Amish society, the conservative one or henceforth will be called as older Amish, is very close to the outside world. They do not use electricity or even car. "Amish people interpret linking with electrical wires as a connection with the world - and the Bible tells them they are not to be "conformed to the world."  They live in a communal society, being disconnected from the outside world. This disconnection stemmed in a history of hundreds of years. Simply said, the outside world and connection to the outside world is a form of temptation and it is the source of evil. Therefore, they cut off themselves from that.
“The Amish feel these distinctive clothes encourage humility and separation from the world. Their clothing is not a costume; it is an expression of their faith.’’(http://www.800padutch.com/amishpeople.shtml)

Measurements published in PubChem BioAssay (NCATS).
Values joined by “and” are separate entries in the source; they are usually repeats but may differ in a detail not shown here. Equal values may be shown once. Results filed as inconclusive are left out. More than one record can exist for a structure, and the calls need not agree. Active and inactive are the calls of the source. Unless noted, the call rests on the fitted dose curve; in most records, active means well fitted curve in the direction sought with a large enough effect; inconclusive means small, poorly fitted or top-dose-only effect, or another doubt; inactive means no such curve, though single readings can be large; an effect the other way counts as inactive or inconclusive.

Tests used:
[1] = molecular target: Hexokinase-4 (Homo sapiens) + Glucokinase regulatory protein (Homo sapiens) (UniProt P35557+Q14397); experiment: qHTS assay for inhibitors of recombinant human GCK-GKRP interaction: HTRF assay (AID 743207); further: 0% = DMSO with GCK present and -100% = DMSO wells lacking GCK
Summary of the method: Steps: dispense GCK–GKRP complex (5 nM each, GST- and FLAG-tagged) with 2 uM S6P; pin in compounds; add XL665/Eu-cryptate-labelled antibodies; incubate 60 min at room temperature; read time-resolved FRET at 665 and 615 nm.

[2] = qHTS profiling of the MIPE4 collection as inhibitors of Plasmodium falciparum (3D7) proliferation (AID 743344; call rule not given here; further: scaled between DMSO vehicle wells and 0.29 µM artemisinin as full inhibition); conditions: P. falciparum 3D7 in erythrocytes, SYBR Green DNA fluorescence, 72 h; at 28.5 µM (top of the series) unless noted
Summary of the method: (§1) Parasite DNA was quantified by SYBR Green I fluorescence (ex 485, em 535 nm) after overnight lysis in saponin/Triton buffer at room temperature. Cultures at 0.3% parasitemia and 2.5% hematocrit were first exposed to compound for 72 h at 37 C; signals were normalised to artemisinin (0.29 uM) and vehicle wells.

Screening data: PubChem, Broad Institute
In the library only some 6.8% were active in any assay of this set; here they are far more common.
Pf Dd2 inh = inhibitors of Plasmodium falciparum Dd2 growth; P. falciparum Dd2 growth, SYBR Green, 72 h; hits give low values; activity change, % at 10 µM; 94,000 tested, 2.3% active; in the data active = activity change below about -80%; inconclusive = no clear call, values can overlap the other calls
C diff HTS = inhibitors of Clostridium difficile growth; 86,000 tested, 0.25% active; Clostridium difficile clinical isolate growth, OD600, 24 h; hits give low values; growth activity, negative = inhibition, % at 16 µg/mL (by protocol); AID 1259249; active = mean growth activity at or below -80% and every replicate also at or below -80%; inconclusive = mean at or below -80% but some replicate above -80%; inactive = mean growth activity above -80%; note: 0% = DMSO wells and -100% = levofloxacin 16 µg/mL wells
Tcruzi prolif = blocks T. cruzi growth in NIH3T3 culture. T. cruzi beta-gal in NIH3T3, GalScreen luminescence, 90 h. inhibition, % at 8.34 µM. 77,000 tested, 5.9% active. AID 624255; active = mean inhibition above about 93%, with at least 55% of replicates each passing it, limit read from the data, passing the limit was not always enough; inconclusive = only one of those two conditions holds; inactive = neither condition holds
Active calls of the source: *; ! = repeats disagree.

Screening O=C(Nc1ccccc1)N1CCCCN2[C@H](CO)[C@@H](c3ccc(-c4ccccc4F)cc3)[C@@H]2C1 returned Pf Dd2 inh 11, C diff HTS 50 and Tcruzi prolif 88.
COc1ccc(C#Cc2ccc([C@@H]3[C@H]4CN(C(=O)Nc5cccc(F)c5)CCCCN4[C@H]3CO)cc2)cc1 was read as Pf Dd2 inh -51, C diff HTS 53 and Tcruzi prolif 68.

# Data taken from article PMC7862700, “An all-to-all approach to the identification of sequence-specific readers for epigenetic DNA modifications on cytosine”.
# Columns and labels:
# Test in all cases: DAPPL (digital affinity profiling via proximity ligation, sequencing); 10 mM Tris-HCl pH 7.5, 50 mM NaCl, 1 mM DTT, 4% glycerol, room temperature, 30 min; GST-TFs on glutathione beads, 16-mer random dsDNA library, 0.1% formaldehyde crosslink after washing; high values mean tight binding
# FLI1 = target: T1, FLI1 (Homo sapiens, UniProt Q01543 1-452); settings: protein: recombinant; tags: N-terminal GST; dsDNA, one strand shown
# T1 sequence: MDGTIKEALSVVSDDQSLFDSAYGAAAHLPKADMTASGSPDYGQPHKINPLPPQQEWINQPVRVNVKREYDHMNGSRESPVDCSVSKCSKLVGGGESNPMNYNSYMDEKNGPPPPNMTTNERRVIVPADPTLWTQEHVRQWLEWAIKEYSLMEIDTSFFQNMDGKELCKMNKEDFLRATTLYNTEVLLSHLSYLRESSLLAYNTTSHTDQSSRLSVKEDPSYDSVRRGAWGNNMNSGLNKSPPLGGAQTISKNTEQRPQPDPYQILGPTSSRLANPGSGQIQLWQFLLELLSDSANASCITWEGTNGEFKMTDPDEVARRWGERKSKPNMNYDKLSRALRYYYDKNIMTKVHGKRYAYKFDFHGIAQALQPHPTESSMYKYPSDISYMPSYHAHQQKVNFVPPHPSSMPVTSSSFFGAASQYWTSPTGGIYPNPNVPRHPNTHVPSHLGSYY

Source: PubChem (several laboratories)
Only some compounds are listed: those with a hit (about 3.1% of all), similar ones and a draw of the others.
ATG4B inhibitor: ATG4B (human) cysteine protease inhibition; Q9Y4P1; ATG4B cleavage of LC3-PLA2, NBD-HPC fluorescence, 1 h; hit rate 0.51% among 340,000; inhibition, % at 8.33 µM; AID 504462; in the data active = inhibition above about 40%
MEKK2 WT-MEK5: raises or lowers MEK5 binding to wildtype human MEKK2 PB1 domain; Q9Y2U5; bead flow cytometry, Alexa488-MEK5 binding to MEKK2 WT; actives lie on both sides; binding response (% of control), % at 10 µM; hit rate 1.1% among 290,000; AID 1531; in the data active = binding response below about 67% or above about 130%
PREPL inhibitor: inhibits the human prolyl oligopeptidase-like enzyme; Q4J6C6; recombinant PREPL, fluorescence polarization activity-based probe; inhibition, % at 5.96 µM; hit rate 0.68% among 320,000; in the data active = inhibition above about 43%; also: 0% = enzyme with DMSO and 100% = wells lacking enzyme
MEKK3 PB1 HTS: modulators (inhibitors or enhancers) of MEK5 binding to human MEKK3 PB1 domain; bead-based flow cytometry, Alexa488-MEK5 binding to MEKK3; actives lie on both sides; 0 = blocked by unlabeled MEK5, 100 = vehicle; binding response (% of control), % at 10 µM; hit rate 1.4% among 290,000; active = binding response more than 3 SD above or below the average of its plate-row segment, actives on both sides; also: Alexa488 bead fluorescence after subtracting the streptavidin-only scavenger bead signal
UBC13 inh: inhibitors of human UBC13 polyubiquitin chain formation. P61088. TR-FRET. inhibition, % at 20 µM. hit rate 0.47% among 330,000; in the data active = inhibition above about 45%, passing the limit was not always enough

The Weavertown Amish Mennonite Community, Lancester County, Philadelphia
I was actually surprised when I entered the Weavertown area in which the Amish Mennonite society lived. Some houses had cars and electricity, some did not have one. I previously expected a more conservative Amish society which rejected electricity and cars. However, once I met them, I was still amazed. I joined in a Sunday service in their church. It really was a great experience to join the service. During my five weeks experience, I visited and joined several services at some Protestant or Catholic Church, but I thought, the service in the Amish Mennonite church was the most serene one.